In anticipation that the City of Allentown will be accepting bids from companies to sign a lease for the city's water/sewer systems, the Lehigh County Authority wants the option to keep local public control. To do so, the Lehigh County Authority is asking for an extension to their contract of 14 years, for a total lifetime of fifty years, for the chance to compete with the corporations who will be bidding.
The Lehigh County Board of Commissioners held an informal meeting, lasting three and a half hours, Wednesday night to hear why they should extend the LCA's terms of existence.The first reading on the topic was held last week at the Commissioners meeting.
The LCA was fully represented by all seven members of their Board of Directors, Solicitor, and general manager Wednesday night. Aurel M. Arndt, General Manager of the Lehigh County Authority, acted as the key spokesperson for the LCA.
Ardnt said there are six firms, including the LCA, that have put in bids to the City of Allentown. Allentown water and sewer have around 35,000 customers, who the LCA would have to take on if their bid would be accepted. The LCA is a municipal authority that is a non-profit, non-taxing entity, wanting to merge with the organization of the city.
The LCA was formed in 1966 to provide wholesale water service to the Lehigh County municipalities and was transformed into an operating author in 1969 to serve industrial development in Western Lehigh County. Today, the authority services 22,500 retail customers across 16 townships ranging from Lower Milford in the south to Washington Township in the north.
If the LCA would be granted the 14-year extension and acquire the lease with the City of Allentown, they would be double the size of the authority, something Ardnt said the LCA could handle.
Arndt presented a slideshow with performance information of the LCA as well as the authority's plans for the future. Making their case to have the extension granted, the LCA showed they are financially responsible with having operational revenues of $23 million and expenses of $21.3 million last year. The LCA rates are second lowest in the county, following the Borough of Emmaus. Arndt explained that the LCA focuses on environmental performance, testing drinking and wastewater 24,000 times on an annual basis.
Arndt told the Board of Commissioners the LCA is taking in 4 million gallons a day, as of January 1, and hopes to grow up to 7 million gallons. In the future years up to 2022, the LCA plans to complete 6 projects under administration at $4.4 million and 30 drinking water projects totaling $19.2 million.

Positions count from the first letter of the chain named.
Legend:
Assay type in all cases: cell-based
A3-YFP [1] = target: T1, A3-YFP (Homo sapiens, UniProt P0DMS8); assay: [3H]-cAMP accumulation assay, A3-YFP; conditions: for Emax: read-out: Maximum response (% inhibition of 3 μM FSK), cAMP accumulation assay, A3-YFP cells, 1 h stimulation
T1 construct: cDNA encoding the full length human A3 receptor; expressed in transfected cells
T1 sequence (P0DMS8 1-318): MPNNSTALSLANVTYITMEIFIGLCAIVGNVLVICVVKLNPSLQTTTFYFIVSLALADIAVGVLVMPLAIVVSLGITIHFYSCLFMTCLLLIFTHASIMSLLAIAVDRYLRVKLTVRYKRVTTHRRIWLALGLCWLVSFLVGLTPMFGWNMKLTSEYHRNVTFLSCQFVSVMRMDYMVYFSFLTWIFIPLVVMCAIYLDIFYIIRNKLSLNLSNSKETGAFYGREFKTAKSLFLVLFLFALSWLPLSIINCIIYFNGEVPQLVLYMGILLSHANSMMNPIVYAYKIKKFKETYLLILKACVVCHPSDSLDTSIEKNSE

"We are a forward looking organization that has not ducked the challenges that arise due to water and wastewater in the county," Ardnt said, "The LCA is maybe not cut from the same mold that some other authorities are… our approach has been to solve problems, we're not perfect, but our goal to solve problems to to create them. We're a learning organization that there are always better ways to do things."
A big challenge for the LCA are "wet weather flows," when wastewater that flows into pipes exceeds those pipes. In the Allentown service area, the LCA and all the municipalities have been placed under an administrative order from the EPA to deal with the issue of the leakage and to elevate the problem by next year.
"We have created a collation with those communities to work on these issues in a fundamental way," Ardnt told the Commissioners. They have created "flow equalization basins" to hold water during peak flows so the pipes have more room for additional water.
Commissioners expressed their concerns, questions and heard from many citizens who both supported and discouraged the extension of the contract.
Commissioners and the public comments posed questions about the impaired sediments in the Little Lehigh River, which Ardnt stated the LCA has been working with various organizations, including the Wildlands Conservancy, to determine what is causing the poor water quality in the river.
Samuel Adams Brewery and Ocean Spray both had representatives present who expressed their support for the bill and shared their positive relationships with the LCA.
"Ultimately we're changing the bidding dynamic substantially," Commissioner Scott Ott stated, if they approve the contract extrusion for the LCA. Ardnt and the LCA board explained that rate caps would be established for those customers in Allentown, so they wouldn't be funding the water and water treatment for the surrounding municipalities.
Resident Dan Delong stated his support saying that "taxpayer do get jobs from the industries that need water and need sewer treatments," explaining the benefits for the Lehigh Valley.
Brad Osborne, Commissioner chair said that whatever the outcome, "This Board [of Commissioners] does not have any jurisdiction with what happens in the affairs of Allentown."
The Board of Commissioners will be officially voting on the bill at the next meeting held 7:30 p.m. February 27, in the Public Hearing Room of the Lehigh County Government Center, 17 South Seventh Street, Allentown.